Third, Melbourne is leading Australia for heat-related deaths, because we are hotter than our surrounds. We have about 200 heat related deaths each year, and this is expected to more than double by 2030. The city centre is up to 4 degrees hotter than the suburbs because of the heat island effect. This comes from cutting down trees, leading to a lack of shade and open green space. I have constituents reporting their neighbours’ air conditioners spilling out hot air and foiling their attempts to cool their yards. High rise buildings are trapping and storing heat like a baking oven. The high ceilings of the early European settlers are largely gone. People who believe or claim that urban consolidation and high rise is environmentally desirable are wrong. As Nursery and Garden Industry Australia says, we need to increase, not reduce, urban green spaces. We need to maintain and increase our tree canopy and urban vegetation, not allow it to disappear to make way for dual occupancies, multi-unit developments, and high rise.

Thursday, January 16, 2014

December 2013 Unemployment Figures

Today’s unemployment figures show nearly 722,000 Australians out of work, the number of Australians employed falling by over 22,000, and a drop in the labour force participation rate to 64.6%, the lowest level since April 2006. Australia also has over 800,000 disability support pension recipients.

The fall in our workforce participation rate is bad news. It is further evidence that both our permanent and temporary migrant worker programs are too big and out of step with Australian economic conditions. The 457 visa program is uncapped, and over a million temporary visa holders have work rights in Australia.
We need to cap and reduce the temporary migrant worker programs and give job opportunities and job security to young Australians. The temporary and permanent migrant worker programs are a recipe for more young Australians to be out of work, with all the negative consequences unemployment has in relation to mental health, drugs, crime, and social harmony.

Australian Sheep Deaths at Sea

Heat waves don’t only affect people. Heat stress is a known risk for sheep being transported from an Australian winter into a Middle Eastern summer. Livestock Shipping Services (LSS) has admitted that heat stress was the cause of the deaths of 4000 sheep on an LSS voyage from Australia to Qatar and the United Arab Emirates in August last year. The region was experiencing 50 degree days at the time.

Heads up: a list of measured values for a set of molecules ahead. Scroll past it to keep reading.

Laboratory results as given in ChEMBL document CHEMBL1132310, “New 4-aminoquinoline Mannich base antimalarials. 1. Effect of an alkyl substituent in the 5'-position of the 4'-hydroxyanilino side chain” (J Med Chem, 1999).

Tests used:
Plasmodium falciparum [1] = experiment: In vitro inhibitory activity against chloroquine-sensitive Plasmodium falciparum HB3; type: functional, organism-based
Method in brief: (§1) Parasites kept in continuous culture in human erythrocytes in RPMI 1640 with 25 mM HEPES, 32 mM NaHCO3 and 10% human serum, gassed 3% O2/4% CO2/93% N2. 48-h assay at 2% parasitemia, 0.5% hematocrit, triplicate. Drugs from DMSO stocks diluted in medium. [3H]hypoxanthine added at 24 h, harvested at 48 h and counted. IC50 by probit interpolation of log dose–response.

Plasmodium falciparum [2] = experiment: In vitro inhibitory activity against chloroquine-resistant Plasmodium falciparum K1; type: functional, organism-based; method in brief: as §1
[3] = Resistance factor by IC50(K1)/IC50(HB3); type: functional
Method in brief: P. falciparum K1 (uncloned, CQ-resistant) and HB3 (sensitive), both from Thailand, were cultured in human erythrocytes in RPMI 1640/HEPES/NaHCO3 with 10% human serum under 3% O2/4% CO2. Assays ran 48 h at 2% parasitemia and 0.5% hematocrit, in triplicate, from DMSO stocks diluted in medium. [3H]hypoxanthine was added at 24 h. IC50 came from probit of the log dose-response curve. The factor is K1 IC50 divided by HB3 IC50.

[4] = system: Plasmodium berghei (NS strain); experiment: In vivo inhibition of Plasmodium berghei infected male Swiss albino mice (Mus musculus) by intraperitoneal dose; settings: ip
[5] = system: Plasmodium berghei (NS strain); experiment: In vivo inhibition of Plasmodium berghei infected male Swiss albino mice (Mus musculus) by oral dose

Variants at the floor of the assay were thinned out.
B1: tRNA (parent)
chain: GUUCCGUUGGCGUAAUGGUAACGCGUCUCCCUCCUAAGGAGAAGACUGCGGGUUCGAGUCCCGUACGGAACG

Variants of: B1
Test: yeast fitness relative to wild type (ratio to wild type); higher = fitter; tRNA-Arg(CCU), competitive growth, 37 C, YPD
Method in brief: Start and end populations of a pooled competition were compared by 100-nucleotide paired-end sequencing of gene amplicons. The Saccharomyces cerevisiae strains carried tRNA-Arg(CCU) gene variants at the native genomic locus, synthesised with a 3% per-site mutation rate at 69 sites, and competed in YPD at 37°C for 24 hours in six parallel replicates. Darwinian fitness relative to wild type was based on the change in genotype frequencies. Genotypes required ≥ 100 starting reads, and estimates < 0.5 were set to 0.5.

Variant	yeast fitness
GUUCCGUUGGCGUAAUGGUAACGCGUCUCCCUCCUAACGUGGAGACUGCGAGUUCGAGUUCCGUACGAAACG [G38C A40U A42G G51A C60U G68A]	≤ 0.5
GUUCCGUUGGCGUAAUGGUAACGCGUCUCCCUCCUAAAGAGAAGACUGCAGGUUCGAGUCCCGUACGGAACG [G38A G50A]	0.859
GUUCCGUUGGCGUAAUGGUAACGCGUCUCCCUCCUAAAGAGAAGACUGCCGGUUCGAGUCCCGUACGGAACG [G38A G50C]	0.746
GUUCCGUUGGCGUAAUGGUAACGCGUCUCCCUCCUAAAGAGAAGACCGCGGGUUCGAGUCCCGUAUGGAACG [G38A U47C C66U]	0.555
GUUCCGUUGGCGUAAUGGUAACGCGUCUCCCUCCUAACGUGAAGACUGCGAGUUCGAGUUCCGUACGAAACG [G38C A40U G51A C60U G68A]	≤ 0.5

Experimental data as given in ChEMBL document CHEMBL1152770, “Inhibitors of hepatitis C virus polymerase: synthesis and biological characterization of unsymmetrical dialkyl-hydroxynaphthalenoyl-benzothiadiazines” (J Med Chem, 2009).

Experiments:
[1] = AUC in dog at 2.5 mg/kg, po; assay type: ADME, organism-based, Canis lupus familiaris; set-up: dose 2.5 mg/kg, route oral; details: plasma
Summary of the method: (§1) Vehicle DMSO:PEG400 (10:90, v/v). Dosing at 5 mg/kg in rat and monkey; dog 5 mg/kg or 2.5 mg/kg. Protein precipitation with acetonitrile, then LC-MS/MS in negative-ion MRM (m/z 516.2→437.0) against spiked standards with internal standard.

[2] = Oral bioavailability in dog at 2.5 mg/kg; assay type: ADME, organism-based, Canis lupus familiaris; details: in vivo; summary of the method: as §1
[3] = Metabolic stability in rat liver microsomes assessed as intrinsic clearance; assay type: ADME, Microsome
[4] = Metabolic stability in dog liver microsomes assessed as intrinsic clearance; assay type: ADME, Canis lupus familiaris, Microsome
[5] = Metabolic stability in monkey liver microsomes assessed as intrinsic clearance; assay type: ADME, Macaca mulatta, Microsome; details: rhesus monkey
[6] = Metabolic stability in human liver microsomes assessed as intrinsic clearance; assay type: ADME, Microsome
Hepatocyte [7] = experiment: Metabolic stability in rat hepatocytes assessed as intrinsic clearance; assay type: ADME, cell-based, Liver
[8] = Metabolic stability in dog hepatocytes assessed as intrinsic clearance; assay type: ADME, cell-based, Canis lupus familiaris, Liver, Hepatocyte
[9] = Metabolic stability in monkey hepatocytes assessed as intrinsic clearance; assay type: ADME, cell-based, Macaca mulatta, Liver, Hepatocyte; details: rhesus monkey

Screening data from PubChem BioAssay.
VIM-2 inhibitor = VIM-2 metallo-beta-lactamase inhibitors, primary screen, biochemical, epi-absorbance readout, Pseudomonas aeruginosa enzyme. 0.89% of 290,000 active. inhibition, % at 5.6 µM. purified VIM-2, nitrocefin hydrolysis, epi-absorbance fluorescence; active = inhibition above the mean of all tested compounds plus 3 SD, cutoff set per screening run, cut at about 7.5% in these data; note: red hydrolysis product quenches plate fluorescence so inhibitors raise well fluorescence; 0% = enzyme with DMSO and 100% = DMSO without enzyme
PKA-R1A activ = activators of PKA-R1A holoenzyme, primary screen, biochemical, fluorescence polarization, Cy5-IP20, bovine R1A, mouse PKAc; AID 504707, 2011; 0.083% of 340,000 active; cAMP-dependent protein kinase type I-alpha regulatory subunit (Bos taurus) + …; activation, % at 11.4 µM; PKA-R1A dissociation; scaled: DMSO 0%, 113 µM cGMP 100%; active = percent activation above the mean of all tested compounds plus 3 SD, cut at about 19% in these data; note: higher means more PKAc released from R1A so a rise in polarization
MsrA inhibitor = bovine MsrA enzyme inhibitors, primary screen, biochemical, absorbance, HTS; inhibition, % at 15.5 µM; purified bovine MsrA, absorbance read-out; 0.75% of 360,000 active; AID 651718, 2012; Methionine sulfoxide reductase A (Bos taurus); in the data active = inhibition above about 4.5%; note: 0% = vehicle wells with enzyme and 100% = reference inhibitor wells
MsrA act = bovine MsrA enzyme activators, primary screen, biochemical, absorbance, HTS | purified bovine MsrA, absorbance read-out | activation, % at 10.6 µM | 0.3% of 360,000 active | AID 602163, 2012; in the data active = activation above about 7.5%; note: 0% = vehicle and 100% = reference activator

This kind of recklessness is simply not good enough.  The number of sheep deaths on this voyage is comparable to the 5000 deaths which occurred on board the Cormo Express 10 years ago. LSS is the same exporter which is already under investigation for animal cruelty in Jordan and Gaza.

Heat stress is a terrible way to die. Animals suffer convulsions and severe distress. If the heat stress was sufficient to kill 4000 sheep it will also have caused pain and suffering for the other animals.

The claim that stopping live export will damage Australian meat producers is not correct. 2013 broke records for exports of sheep meat and boxed beef. When we stopped sending Bahrain live sheep they replaced this with Australian sheep meat. Saudi Arabia has moved from taking live animals to Australian meat.
If Australia’s claims to be concerned about animal welfare are to mean something, there have to be consequences for this debacle. LSS should have their export licence taken off them indefinitely.

Wednesday, January 15, 2014


Back in 1994 the UN had a major conference about the issue of global population, in Cairo. Unfortunately there was no international agreement reached about the need for countries to stabilise their populations, and we have seen since then global population, which for most of human history was less than one billion, increasing by a billion every 13 or so years. We are now at 7 billion and tracking for 9 or even 10 billion by mid-century.

Ironically one of the countries which has suffered most from the failure of the Cairo Conference was Egypt itself. In 1948 Egypt’s population was less than 20 million. It added a further 20 million by 1975, and another 20 million by 1994, the time of the Conference, and another 20 million to reach 80 million by 2011. The UN says that continuing high fertility rates would see Egypt reach 100 million by 2025 and 140 million by 2050.

In fact Egypt’s birth rate for the last three years exceeds the UN’s “high” projections. The number of births in the 1990s was 1.6 million on average. This increased to around 1.8 million births in the first decade of this century. There were 2.4 million births in 2011 and 2.6 million in 2012, according to the Central Agency for Public Mobilisation and Statistics. Back in 1950 Egypt had the same number of births as Italy. By 1977 it had the same number as Italy and France combined. By 2000 it matched the combined total of Italy, France and Spain, and by 2012 the combined total of Italy, France, Spain and the United Kingdom.

The consequences of this rapid population growth are plain for all to see – violent, debilitating conflict over access to scarce resources. The world’s leaders need to tell Egypt’s leaders that they need to stop focussing on today’s battles for just long enough to draw attention to the underlying problem, and the need to reduce their birth rate to more traditional levels. If they do not, it is entirely predictable that there will be more conflict and misery in future, not less. It is entirely predictable that many people will seek to escape the conflict and misery, ending up in boats headed for islands in the Mediterranean and other destinations. It is also predictable that religious leaders will urge the world to be compassionate and welcoming – religious leaders from the same religious organisations that worked hard at the Cairo Conference in 1994 to scuttle and undermine attempts to stop rapid population growth.